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Review © 1998 T. M. Wagner.
Book cover art by Braldt Bralds.



Tailchaser's Song, one of about six billion and three cat fantasies the genre has seen in the last decade or so, is a smartly crafted tale that is noteworthy for being Williams' debut, as well as the fact it was DAW's first hardcover release. That they bestowed this honor upon an absolute newbie was quite the vote of confidence, and clearly it paid off, if Williams' career today is any indication. Upon its release, I can recall critics tripping over themselves to see who could be the first to compare it to Richard Adams' classic Watership Down, but in fact, this novel's influences are more immediate than that, tapping quite freely into the high adventure legacy of Spielberg and Lucas. If you can envision a PG-13 cross between The Secret of NIMH and Indiana Jones and the Temple of Doom, that should also give you a good idea of what to expect.

Here we meet Fritti Tailchaser, a young tomcat of the Meeting Wall Clan, a group of cats who take their name from the fact they, well, meet by a wall. A meeting is called by the elders, who are alarmed by the fact that some cats have been vanishing without a trace. One of these is Hushpad, Tailchaser's betrothed, and this gives our fluffy hero a personal stake in the crisis. Quickly, a delegation (excluding Tailchaser) is rounded up to go to Firsthome, the feline stronghold located deep in a distant forest, to alert the court to the disappearances. Tailchaser, however, decides to forego all that red tape and sets off on his own to find Hushpad. Faster than you can say "Morris," he's in over his scratchable head.

Williams requires a level of suspension of disbelief from his readers more akin to what you'd need going into a Disney film, as opposed to what you'd need reading, for instance, Richard Adams. His cats are very heavily anthropomorphized, despite the real-world setting of the tale. This isn't a real problem, it's just something you need to be aware of going in. His cats have a complex, somewhat medieval society, with a rigid heirarchy of class, and it seems difficult to imagine (even some of the characters comment upon this) cats living by the hundreds in a big colony like Williams has them doing in Firsthome. It's also a little hard to picture cats "singing and dancing" at a "festival." Unless, of course, you give yourself over totally to imaginative whimsy.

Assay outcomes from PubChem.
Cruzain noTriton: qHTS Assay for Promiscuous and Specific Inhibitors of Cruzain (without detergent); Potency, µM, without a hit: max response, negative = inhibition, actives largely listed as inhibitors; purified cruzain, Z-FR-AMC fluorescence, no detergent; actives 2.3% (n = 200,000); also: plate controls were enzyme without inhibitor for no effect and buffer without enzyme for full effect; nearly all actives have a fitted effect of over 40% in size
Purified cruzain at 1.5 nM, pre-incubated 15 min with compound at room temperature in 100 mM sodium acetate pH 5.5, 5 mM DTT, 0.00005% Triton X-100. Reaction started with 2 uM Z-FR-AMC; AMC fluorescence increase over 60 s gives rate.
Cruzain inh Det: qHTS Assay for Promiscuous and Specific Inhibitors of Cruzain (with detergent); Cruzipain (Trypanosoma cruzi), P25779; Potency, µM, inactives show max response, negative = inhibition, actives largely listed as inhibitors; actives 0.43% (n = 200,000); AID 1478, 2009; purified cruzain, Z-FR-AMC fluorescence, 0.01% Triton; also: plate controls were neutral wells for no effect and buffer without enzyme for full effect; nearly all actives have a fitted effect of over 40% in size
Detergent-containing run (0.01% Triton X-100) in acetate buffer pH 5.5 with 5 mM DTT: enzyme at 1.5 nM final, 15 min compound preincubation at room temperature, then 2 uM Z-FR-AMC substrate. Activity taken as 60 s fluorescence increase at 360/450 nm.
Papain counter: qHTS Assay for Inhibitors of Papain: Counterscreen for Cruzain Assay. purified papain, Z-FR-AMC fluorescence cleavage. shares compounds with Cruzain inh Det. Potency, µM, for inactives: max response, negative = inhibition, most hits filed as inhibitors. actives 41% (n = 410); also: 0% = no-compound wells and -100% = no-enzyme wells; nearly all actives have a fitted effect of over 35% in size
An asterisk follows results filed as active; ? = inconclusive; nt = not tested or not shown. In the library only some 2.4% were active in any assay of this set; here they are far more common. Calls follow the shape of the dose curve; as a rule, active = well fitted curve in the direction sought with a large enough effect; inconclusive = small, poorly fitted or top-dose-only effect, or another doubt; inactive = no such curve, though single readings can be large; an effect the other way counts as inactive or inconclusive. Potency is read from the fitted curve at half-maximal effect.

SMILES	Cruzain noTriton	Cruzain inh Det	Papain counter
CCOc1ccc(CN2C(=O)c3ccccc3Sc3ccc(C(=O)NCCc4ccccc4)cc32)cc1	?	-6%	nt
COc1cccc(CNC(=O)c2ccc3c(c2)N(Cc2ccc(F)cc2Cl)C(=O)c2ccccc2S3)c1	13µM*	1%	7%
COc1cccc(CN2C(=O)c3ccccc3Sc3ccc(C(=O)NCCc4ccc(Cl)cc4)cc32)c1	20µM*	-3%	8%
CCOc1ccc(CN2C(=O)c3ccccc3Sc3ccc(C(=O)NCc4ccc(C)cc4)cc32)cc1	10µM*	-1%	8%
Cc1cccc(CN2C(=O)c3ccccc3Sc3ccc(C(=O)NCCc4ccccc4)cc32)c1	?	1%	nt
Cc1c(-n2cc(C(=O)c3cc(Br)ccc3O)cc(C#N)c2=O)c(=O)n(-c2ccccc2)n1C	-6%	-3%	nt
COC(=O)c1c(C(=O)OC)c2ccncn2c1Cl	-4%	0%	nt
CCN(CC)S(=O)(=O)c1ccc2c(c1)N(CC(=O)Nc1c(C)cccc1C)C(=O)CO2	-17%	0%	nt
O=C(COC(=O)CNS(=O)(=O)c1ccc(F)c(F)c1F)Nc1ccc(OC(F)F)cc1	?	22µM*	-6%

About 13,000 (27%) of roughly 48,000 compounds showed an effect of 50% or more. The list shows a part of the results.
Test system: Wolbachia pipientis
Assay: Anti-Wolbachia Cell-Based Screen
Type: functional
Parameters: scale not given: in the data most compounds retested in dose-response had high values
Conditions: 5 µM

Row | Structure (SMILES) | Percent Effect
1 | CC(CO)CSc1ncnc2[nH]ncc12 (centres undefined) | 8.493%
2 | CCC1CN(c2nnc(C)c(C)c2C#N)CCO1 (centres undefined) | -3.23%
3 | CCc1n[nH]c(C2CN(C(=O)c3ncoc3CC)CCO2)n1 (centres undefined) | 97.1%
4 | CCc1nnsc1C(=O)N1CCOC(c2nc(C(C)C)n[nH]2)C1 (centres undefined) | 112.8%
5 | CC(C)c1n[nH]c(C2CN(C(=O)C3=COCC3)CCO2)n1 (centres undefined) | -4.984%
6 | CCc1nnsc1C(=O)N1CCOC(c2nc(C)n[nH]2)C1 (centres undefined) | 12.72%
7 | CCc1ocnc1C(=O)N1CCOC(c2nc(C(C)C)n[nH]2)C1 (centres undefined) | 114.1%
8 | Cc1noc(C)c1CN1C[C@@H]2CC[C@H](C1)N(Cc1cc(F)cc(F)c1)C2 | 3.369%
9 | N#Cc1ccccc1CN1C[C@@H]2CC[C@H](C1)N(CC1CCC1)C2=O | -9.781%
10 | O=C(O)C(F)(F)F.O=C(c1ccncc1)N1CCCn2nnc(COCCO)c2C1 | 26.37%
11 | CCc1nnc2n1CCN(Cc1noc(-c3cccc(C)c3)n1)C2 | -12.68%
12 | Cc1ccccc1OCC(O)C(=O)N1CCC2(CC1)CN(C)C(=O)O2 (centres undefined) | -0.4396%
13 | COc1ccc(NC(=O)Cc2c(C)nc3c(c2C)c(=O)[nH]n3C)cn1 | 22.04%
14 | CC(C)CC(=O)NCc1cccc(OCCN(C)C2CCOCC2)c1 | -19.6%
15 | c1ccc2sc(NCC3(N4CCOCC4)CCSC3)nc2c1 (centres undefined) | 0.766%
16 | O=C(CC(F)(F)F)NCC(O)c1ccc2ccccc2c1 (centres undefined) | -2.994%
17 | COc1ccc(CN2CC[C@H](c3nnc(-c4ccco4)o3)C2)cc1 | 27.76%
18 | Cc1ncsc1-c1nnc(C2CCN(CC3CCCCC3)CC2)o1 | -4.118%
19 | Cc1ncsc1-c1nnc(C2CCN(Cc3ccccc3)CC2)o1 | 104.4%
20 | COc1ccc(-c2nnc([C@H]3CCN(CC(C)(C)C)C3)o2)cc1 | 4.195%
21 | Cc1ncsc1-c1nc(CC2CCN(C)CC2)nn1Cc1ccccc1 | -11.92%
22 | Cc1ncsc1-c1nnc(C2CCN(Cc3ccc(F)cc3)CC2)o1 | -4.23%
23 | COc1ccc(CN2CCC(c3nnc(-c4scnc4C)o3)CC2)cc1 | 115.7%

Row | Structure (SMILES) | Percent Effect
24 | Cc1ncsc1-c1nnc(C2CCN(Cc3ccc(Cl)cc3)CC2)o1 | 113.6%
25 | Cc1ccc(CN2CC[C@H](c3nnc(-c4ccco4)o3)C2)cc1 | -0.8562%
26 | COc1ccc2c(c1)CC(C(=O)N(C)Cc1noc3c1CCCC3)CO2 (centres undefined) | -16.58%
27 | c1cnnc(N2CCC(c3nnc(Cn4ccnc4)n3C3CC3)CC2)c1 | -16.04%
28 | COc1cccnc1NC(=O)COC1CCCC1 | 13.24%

Anyway. Once Tailchaser arrives at Firsthome, he finds the feline queen lazy and useless, but the prince at least a go-getter. Still Tailchaser doesn't really get anything much in the way of support, so he and his companions — Pouncequick the kitten, and Roofshadow, a young ladycat from Firsthome who has suffered a similar personal loss — continue north, where to their horror they encounter the Vastnir Mound, a patch of evil erupting from the ground. Nasty black red-clawed cats capture Tailchaser and Pouncequick, and haul them underground, to confront the dark Grizraz Hearteater, who is preparing to break free from his centuries of subterranean imprisonment and waylay the world.

Here, unfortunately, is where all the cat lovers going gooey over all the cute cat hijinx are going to find the litterbox pulled out from under them. Once inside the mound, torture and mayhem hold sway, and it all gets pretty violent; horror, blood and death are everywhere. Which is effective storytelling to be sure, but not the sort of thing one might expect from a quaint domestic animal fantasy. We get to see, among other things, live dogs hauled under the mound by the evil cats and eviscerated for food. Yikes! Maybe some cat fanciers will see this as some kind of in-joke, but again, readers savoring cuteness with, at worst, the level of conflict experienced in that pig movie Babe, are likely to be freaked out. Still, this isn't anything on the order of a plot flaw that damages the novel's success as a story; it simply involves a clash with preconceptions for which readers need to be prepped, that's all. Tailchaser's Song is indeed a rousing good-vs-evil tale that will involve you thoroughly, and Williams' splendid plotting is evident in the smallest things he does, such as the ironic but utterly satisfying denouement. Though there was certainly room to give Tailchaser's Song a sequel, I'm glad Williams resisted the temptation and moved on to bigger (boy, are they ever bigger) things. This novel stands, head and whiskers, in a class by itself.